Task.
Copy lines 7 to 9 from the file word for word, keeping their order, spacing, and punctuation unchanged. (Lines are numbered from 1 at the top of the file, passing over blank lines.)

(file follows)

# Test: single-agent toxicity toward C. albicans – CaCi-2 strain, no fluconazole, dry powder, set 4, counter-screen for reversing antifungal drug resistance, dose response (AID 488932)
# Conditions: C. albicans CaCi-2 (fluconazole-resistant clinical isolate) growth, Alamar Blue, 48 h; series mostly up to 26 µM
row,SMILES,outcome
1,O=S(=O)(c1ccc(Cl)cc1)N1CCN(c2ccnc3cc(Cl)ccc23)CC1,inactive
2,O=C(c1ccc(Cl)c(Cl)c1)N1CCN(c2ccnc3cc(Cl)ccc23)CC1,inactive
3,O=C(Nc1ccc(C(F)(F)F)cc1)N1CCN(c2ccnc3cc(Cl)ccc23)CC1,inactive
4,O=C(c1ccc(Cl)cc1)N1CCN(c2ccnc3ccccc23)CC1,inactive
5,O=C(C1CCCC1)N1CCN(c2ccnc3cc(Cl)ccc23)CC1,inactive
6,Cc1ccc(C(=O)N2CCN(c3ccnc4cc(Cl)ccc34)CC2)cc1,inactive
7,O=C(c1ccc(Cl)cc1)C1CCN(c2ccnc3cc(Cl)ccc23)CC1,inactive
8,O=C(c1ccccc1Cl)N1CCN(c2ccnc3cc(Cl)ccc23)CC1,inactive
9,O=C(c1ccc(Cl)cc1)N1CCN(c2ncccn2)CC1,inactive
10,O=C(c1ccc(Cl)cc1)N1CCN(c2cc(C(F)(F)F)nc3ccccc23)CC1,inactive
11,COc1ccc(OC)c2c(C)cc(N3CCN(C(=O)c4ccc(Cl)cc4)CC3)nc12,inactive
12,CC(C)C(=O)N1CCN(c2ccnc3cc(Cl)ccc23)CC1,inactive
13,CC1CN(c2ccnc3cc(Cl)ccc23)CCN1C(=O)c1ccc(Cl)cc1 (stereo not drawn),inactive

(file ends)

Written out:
4,O=C(c1ccc(Cl)cc1)N1CCN(c2ccnc3ccccc23)CC1,inactive
5,O=C(C1CCCC1)N1CCN(c2ccnc3cc(Cl)ccc23)CC1,inactive
6,Cc1ccc(C(=O)N2CCN(c3ccnc4cc(Cl)ccc34)CC2)cc1,inactive